**2021**, 13, 13280. [Google Scholar] [CrossRef] - Chen, W.; Wan, W.; Zhao, Y.; Peng, W. Experimental Study of the Crack Predominance of Rock-Like Material Containing Parallel Double Fissures under Uniaxial Compression. Sustainability
**2020**, 12, 5188. [Google Scholar] [CrossRef] - Zhao, Y.; Tang, J.; Chen, Y.; Zhang, L.; Wang, W.; Wan, W.; Liao, J. Hydromechanical coupling tests for mechanical and permeability characteristics of fractured limestone in complete stress–strain process. Environ. Earth Sci.
**2016**, 76, 24. [Google Scholar] [CrossRef] - Chen, Y.; Lin, H.; Xie, S.; Ding, X.; He, D.; Yong, W.; Gao, F. Effect of joint microcharacteristics on macroshear behavior of single-bolted rock joints by the numerical modelling with PFC. Environ. Earth Sci.
**2022**, 10, 276. [Google Scholar] [CrossRef] - Ali, S.; Xu, H.; Ahmed, W. Resolving strategic conflict for environmental conservation of glacial ecosystem: An attitudinal conflict resolution approach. Int. J. Glob. Warm.
**2019**, 18, 221–238. [Google Scholar] [CrossRef] - Liao, Y.; Yu, G.; Liao, Y.; Jiang, L.; Liu, X. Environmental Conflict Risk Assessment Based on AHP-FCE: A Case of Jiuhua Waste Incineration Power Plant Project. Sustainability
**2018**, 10, 4095. [Google Scholar] [CrossRef][Green Version] - Deng, Q.; Qin, Y.; Ahmad, N. Relationship between Environmental Pollution, Environmental Regulation and Resident Health in the Urban Agglomeration in the Middle Reaches of Yangtze River, China: Spatial Effect and Regulating Effect. Sustainability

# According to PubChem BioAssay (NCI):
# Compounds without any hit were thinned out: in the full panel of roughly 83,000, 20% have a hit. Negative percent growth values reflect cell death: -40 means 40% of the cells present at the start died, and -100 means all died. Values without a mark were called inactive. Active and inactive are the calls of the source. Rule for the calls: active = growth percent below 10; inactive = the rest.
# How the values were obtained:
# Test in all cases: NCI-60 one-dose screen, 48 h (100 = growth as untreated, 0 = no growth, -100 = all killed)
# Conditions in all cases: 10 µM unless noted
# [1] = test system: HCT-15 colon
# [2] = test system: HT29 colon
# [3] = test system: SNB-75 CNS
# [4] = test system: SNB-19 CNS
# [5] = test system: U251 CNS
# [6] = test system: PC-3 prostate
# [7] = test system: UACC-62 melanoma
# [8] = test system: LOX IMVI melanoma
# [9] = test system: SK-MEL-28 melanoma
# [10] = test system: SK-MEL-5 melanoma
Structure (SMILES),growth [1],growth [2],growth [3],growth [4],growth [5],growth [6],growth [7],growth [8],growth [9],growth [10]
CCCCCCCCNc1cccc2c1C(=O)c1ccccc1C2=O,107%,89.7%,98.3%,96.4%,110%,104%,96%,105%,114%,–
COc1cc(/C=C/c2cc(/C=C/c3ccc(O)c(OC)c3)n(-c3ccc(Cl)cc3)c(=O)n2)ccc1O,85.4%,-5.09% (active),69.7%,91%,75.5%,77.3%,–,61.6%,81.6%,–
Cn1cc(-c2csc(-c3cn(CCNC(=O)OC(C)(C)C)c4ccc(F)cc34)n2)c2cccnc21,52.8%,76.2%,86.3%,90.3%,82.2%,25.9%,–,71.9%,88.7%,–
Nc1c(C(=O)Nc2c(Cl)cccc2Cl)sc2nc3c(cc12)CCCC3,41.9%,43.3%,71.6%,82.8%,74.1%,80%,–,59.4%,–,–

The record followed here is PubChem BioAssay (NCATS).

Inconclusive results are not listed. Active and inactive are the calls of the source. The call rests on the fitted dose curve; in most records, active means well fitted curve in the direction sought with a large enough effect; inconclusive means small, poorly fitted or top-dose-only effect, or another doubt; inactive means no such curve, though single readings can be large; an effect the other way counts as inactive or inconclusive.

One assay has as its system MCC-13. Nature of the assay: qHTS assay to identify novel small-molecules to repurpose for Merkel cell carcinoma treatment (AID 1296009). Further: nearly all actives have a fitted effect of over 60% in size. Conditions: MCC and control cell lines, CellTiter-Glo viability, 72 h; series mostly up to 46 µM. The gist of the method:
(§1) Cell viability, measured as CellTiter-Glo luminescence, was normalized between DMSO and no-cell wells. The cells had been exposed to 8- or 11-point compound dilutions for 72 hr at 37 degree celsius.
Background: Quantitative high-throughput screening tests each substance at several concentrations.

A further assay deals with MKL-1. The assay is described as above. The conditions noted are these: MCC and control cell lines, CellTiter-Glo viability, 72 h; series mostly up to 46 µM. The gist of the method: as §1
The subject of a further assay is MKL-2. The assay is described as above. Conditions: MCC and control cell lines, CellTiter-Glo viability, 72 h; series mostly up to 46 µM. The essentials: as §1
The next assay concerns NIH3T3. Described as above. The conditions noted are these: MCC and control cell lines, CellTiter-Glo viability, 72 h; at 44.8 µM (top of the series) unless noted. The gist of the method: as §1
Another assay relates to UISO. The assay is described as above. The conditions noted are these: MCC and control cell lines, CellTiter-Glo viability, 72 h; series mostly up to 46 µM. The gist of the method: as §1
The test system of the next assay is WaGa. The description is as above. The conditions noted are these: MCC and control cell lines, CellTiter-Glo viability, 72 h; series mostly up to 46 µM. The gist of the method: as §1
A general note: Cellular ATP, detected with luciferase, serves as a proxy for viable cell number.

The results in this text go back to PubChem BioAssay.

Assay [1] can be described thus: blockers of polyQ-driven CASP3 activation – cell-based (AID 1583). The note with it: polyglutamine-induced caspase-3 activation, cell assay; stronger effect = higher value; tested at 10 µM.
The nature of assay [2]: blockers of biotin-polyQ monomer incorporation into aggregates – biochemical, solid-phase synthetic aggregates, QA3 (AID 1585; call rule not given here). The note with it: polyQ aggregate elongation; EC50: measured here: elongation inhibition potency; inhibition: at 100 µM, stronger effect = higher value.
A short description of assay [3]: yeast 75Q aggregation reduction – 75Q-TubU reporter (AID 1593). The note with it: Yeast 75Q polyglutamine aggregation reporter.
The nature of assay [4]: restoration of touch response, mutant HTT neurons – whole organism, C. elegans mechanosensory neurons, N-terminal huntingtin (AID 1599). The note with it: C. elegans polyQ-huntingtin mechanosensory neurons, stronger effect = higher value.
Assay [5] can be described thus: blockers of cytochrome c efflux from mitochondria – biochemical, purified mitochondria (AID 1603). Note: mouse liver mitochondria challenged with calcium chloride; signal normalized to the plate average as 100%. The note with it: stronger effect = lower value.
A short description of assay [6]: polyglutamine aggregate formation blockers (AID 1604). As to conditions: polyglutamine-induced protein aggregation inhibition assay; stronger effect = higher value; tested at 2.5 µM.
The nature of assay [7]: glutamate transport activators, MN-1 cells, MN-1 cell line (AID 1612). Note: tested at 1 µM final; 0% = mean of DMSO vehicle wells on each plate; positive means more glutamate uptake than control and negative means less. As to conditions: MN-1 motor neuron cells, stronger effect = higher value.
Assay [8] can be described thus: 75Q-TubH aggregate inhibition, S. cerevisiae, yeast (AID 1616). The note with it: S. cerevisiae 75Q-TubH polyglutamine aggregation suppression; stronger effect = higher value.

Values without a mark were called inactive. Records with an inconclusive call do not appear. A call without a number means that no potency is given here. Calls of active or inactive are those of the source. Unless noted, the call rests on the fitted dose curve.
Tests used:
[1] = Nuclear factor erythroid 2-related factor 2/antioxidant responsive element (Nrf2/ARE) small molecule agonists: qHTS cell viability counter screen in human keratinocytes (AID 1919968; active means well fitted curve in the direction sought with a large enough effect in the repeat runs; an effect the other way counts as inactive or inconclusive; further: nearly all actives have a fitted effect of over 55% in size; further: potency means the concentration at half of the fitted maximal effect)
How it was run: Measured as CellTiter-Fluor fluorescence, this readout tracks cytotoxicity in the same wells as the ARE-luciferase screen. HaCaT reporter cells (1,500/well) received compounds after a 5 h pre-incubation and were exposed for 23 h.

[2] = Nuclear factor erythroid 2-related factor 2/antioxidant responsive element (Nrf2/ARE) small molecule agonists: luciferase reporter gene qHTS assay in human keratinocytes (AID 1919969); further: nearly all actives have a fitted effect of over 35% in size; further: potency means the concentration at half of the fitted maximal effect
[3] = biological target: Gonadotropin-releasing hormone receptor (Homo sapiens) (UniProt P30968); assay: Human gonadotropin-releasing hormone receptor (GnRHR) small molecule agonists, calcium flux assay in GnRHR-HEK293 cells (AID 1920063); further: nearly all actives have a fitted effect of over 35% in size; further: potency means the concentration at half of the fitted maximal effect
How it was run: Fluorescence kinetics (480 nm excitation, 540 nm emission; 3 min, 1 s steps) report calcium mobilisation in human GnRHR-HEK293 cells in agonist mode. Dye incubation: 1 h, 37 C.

**2022**, 14, 7801. [Google Scholar] [CrossRef] - Hu, K.; Zheng, J.; Wu, H.; Jia, Q. Temperature Distribution and Equipment Layout in a Deep Chamber: A Case Study of a Coal Mine Substation. Sustainability
**2022**, 14, 3852. [Google Scholar] [CrossRef] - Chen, T.; Feng, X.-T.; Cui, G.; Tan, Y.; Pan, Z. Experimental study of permeability change of organic-rich gas shales under high effective stress. J. Nat. Gas Sci. Eng.
**2019**, 64, 1–14. [Google Scholar] [CrossRef] - Fan, H.; Lu, Y.; Hu, Y.; Fang, J.; Lv, C.; Xu, C.; Feng, X.; Liu, Y. A Landslide Susceptibility Evaluation of Highway Disasters Based on the Frequency Ratio Coupling Model. Sustainability
**2022**, 14, 7740. [Google Scholar] [CrossRef] - Cook, N.G.W. The failure of rock. Int. J. Rock Mech. Min. Sci.
**1965**, 2, 389–403. [Google Scholar] [CrossRef] - Zhao, Y.; Luo, S.; Wang, Y.; Wang, W.; Zhang, L.; Wan, W. Numerical Analysis of Karst Water Inrush and a Criterion for Establishing the Width of Water-resistant Rock Pillars. Mine Water Environ.
**2017**, 36, 508–519. [Google Scholar] [CrossRef] - Li, Y.; Zeng, X.; Lin, Z.; Su, J.; Gao, T.; Deng, R.; Liu, X. Experimental study on phosphate rock modified soil-bentonite as a cut-off wall material. Water Supply
**2021**, 22, 1676–1690. [Google Scholar] [CrossRef] - Labuz, J.F.; Biolzi, L. Experiments with rock: Remarks on strength and stability issues. Int. J. Rock Mech. Min. Sci.